Testing for Potential Indoor Air Quality Pollutants in the San Diego Region
Due to the fact that we spend so much time indoors nowadays, either at home or at work, it's important that you are aware of the quality of the indoor air that you're breathing. The big question for many is: "how do I know once the air is tested, I'm going to get accurate readings?" Most people are aware that poor air quality can have an effect on their health, but few realize the degree of harm that can occur if the situation is not alleviated.
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This is not only the case in your home, but poor indoor air quality can have a major impact on the health and productivity of residential, commercial, and industrial buildings as well. It's important to take care of such issues before the situation deteriorates to such a point that people begin to show severe medical symptoms.
Clearly, the best way to determine the quality of the air in a building is to have it tested by a professional service. Always avoid providers that offer both mold testing and mold remediation services. Instead, you should use an indoor air quality specialist that only provides testing services without any treatment options. The reason is that an independent air quality service will not have any financial incentive to deliver results that might indicate major remediation is required. Having the air tested by an independent company, can provide you with the information you need to take that first step of becoming aware of any unseen danger that may be present in your home. So, make sure the testing is performed by a company that only offers testing and does not also provide the cleanup services. A testing-only company does not have the potential for a conflict of interest like a remediation company does when you hire them to perform the initial testing.
The methods for testing indoor air quality vary depending upon the original cause of the pollution. The most common types of indoor air quality concerns include Mold, VOC's (Volatile Organic Compounds) and even Formaldehyde.
Both active and dead mold spores can seriously degrade the indoor air quality. One of the major problems with mold is that it's usually found behind drywall, in crawl spaces, under carpets, or in the attic - in other words, spaces where it might not be immediately visible. Areas with potentially high moisture content are also particularly vulnerable to mold - bathrooms, under kitchen sinks, or leaking roofs are examples of spots that are ripe for mold problems. Most people are very different in their levels of sensitivity to particular types of mold.
However, the elderly and young as well as those with existing respiratory ailments are usually especially at risk. One type of mold in particular, 'stachybotrys chartarum', or black mold as it's commonly known, is particularly dangerous to everyone regardless of any pre-existing breathing issues.
The best way to circumvent any problems with mold is to avoid all forms of water damage whenever possible. Most mold outbreaks are the result of indoor environments that have been the victim of water damage. This kind of moisture damage can be due to flooding, broken water heaters, roof leaks, and pipes that have been slowly dripping over an extended period of time. There are no federal or state standards for mold concentration, so often a mold testing professional will collect both indoor and outdoor air samples for comparison. If any mold spores are found by the testing lab to be at a higher concentration in the indoor samples than the outdoor samples, this might confirm that mold is probably growing within the building.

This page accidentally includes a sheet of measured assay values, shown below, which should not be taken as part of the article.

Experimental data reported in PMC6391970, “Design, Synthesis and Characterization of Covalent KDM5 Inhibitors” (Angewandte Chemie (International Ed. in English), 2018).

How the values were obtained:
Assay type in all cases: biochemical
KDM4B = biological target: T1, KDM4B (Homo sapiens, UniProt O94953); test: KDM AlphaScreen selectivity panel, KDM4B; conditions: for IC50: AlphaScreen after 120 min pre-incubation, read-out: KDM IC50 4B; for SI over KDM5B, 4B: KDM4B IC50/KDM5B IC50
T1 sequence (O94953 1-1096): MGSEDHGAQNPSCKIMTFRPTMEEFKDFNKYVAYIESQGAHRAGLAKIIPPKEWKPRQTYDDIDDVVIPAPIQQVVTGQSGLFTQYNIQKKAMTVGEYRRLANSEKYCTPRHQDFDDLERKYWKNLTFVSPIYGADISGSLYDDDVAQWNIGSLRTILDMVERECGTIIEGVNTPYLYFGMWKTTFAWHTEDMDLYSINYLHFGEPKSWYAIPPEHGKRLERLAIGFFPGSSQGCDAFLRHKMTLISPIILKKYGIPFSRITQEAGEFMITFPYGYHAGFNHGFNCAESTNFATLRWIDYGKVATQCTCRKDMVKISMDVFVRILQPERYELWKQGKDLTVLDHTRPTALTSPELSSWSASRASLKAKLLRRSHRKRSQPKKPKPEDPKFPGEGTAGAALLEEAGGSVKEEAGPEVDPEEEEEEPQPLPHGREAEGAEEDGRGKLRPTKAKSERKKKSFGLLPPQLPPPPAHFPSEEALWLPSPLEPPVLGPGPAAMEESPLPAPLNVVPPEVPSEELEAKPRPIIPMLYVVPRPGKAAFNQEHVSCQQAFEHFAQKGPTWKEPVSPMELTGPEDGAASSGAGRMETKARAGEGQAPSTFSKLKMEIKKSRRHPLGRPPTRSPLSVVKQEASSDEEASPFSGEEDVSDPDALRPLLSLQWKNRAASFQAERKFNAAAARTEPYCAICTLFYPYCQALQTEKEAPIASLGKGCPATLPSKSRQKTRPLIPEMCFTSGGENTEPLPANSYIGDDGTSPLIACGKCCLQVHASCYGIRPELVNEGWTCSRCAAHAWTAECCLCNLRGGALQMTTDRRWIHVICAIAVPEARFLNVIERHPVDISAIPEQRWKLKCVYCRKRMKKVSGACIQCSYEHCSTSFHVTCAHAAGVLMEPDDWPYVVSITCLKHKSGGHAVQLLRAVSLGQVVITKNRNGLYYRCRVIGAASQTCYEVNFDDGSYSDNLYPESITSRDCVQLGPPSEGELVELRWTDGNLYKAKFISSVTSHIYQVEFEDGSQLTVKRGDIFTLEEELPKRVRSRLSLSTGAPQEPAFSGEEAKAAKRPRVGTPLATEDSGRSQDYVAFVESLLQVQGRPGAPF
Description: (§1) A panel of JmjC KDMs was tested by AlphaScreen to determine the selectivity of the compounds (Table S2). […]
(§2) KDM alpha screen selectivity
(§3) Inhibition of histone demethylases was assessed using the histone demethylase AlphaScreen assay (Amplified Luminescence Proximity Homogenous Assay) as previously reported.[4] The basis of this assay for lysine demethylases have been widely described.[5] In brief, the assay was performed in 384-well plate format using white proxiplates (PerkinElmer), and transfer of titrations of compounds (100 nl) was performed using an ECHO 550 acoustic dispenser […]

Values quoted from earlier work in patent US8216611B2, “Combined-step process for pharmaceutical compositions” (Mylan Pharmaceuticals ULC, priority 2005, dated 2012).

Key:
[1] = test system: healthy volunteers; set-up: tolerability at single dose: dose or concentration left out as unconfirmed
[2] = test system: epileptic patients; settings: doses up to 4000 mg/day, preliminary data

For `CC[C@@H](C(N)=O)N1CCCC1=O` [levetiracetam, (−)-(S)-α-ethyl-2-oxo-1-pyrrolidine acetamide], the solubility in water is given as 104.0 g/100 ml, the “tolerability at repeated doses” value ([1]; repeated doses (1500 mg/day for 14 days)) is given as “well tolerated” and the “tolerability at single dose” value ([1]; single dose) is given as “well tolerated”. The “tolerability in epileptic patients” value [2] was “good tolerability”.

If any mold remediation is required, it’s advisable to have the air re-tested after the work has been completed to make sure all the issues have been successfully addressed. It goes without saying that during any abatement work, any sources of moisture that caused the original mold infestation are completely fixed so that the mold will not return after the work is completed.
Volatile Organic Compounds
Volatile Organic Compounds (VOCs) include a large range of chemicals products that are commonly used on a daily basis. They include products, like solvents, paints, glues, household cleaners, and degreasers.
VOCs are a type of contamination that is released in the air through burning fuel or evaporating chemicals and can become hazardous when they are in the form of a gas or vapor. They can be harmful to breathe, and chronic, long-term exposure can cause substantial health issues if not spotted and remedied quickly. A few well-known sources of VOCs include:
- Gas burning stoves, candles, and grills
- Cleaning products that contain vinegar or acetone
- Manufactured furniture and laminate floors
- Paints, glues, plastics, and resins
If you suspect any problems at all with the quality of your indoor air, it’s important that you take immediate action to hire a qualified specialist who can undertake any testing that might be indicated and can help you interpret the results when they come back from the labs. After you’ve had your home tested, you’ll feel much more at ease, knowing you've made the right choice to keep your family safe. There are a lot of dangers in the world, but your home's air quality does not need to be one of them.
In addition to indoor air quality testing and mold testing in the San Diego regions we also offer the same services in Chula Vista, Oceanside, Escondido, Carlsbad, El Cajon, Vista, San Marcos, Encinitas, National City and Santee. Don’t hesitate to call us to set up an appointment with our certified experts!